Apparently Mutta will fit right in with NASA.

That scene made the episode. The actual interview isn’t shown at all, but this series likes to break away from tense moments and come back to them later, so no surprise there. But they’re not done yet. There’s a party at a local steakhouse where the established astronauts and the applicants get to meet, and it’s time to relax, we think, while hoping Mutta doesn’t do anything embarrassing (the chair wasn’t his fault, so no problems there). But the established astronauts are giving each other sidelong glances, and it’s instantly clear that the interviews haven’t ended yet.

It’s a good scene. Mutta’s answers to Murasaki are positive bordering on silly, but nothing that would hurt him. Hell, Murasaki’s a lot goofier than Mutta. If they accepted HIM, Mutta’s got no problem. In fact, Mutta meets all the challenges this episode, or rather, overcomes all the obstacles, by being his usual self. And to finish it they set up a cliffhanger where Mutta, warned to stay away from Asuma, does just the opposite. You can attribute this to a slight rebellious streak Mutta retains, or consider that he’s trying to clear the air between Asuma and Hibito. Either way, well done, Mutta! Looks to be a good scene.

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  1. David
    October 1, 2012 at 9:24 pm

    Kokoro Connect: “It wasn’t a bad series, but it’s just as well it’s ending now.”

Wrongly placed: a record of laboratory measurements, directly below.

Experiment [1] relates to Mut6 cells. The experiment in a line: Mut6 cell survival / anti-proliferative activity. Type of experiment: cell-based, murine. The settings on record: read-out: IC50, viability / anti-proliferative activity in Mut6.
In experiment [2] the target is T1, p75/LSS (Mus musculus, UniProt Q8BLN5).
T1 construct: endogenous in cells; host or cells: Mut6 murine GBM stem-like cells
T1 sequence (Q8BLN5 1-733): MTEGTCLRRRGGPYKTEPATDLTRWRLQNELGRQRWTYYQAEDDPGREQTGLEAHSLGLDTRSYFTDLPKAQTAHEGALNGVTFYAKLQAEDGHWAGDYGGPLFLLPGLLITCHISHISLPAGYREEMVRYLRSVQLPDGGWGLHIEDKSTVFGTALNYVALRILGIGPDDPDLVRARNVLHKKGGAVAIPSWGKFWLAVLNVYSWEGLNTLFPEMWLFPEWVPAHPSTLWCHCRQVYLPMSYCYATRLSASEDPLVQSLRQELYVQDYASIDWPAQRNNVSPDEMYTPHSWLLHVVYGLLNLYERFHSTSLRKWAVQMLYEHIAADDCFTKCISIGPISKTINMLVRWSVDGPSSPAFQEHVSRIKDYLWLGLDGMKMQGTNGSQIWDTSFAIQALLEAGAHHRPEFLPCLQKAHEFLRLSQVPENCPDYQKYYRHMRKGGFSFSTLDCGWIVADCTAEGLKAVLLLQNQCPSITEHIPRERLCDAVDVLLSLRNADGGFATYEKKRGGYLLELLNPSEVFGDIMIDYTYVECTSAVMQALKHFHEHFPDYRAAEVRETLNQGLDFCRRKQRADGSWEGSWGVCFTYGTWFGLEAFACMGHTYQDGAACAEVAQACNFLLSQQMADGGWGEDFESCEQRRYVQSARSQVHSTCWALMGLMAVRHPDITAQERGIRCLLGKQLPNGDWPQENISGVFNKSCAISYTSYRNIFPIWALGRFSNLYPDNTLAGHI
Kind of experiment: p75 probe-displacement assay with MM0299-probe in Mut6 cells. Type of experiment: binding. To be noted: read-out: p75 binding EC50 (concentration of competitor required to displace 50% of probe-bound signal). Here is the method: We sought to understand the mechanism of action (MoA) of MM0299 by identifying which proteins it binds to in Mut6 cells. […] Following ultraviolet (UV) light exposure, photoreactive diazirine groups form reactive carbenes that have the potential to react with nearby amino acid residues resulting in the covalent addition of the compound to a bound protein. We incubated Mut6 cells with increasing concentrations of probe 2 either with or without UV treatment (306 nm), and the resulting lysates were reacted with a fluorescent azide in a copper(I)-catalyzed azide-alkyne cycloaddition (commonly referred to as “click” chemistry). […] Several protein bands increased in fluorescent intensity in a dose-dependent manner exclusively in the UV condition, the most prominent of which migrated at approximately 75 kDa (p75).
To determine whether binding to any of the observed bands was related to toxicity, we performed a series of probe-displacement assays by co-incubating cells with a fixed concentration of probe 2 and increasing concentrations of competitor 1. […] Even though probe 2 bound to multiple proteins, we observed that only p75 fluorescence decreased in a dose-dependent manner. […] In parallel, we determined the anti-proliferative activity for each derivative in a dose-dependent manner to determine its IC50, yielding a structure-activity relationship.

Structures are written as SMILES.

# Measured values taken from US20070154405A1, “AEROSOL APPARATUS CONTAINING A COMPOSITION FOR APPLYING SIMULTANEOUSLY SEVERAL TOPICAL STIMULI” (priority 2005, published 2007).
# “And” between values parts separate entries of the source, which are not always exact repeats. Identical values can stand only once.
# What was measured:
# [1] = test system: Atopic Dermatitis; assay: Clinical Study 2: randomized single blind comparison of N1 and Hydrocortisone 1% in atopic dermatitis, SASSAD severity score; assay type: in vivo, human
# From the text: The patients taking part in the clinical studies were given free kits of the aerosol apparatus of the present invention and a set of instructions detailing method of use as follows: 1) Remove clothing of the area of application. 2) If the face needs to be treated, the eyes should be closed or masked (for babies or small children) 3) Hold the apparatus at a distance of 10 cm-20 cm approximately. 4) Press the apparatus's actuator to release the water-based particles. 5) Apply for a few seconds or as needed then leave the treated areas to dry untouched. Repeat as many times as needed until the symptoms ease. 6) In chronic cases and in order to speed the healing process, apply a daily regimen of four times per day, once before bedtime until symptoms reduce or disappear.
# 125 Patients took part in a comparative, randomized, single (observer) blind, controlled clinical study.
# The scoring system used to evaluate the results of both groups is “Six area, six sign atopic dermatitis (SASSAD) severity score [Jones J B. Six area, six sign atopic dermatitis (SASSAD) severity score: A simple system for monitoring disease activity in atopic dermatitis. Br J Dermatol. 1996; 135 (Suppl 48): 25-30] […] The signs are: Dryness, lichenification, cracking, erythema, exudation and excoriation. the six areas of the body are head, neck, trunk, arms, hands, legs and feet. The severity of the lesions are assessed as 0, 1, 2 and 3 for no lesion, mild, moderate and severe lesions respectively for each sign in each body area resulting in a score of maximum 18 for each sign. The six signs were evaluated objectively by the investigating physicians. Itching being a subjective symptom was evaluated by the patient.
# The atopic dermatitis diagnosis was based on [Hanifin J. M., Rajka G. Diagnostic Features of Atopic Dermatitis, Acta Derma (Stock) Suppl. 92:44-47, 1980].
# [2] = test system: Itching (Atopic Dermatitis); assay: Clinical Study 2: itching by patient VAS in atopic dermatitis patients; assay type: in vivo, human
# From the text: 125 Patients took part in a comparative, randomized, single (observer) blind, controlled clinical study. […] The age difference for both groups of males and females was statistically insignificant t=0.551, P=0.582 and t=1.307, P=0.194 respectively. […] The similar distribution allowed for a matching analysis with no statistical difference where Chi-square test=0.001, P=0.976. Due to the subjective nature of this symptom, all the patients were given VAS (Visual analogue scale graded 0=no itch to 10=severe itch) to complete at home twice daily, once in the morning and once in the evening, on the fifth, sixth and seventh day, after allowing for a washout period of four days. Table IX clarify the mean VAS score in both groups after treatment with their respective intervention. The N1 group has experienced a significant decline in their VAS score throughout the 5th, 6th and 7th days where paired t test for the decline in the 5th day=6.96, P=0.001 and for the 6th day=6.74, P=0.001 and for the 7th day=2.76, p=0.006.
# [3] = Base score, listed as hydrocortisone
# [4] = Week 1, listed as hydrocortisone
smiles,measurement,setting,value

I really liked the series, especially at first. I thought the first two story arcs were very creative. Brilliant, even.

    Much of the third arc did not do much for me, but I was thinking that might be because I didn’t identify with Yui – I’ve never been assaulted: So I don’t know, it’s just that much of the interaction between her and Aoki seemed like what people often say they would react, not how people actually feel and act.

    I have to agree with you about the ending – I can’t believe a woman would stay with an abusive man she didn’t love; if she had the power to kick him out; because she somehow thought her daughter wanted him around. Even as allegory, it didn’t work.

    So the story started with real insight into human nature, but became conventional, and finally unrealistic about human relationships.

    Perhaps the author had a few good ideas, just not enough to sustain a long story? But I have hopes. This last chapter sorta misfired, but maybe it will pick up again? They are furiously translating the light novel series at Baka-Tsuki, I am going to follow it there.

    Anyway, I predict that, in the end, Heartseed will not get his ass kicked. The way I see it, in this story he represents LIFE. We learn from life but he can be a real bastard about it. And in the end, no one wins over life.

    (I know, if Heartseed is LIFE, who is Heartseed 2? maybe it’s not logical. We’ll see)

  2. October 2, 2012 at 10:19 am

    I don’t think Heartseed is “life.” Life can deal you some bad hands but it doesn’t show up and threaten you. I was more reminded of Yuki Nagato having to deal with other organic interfaces on her turf. Except Yuki was a force for good, of course.

    The show suffered from pop-culture psychology from the start, in that when someone recognized or admitted they had a problem, the problem more or less went away. Apart from Lori and Inaba, who didn’t really have psychological issues to speak of.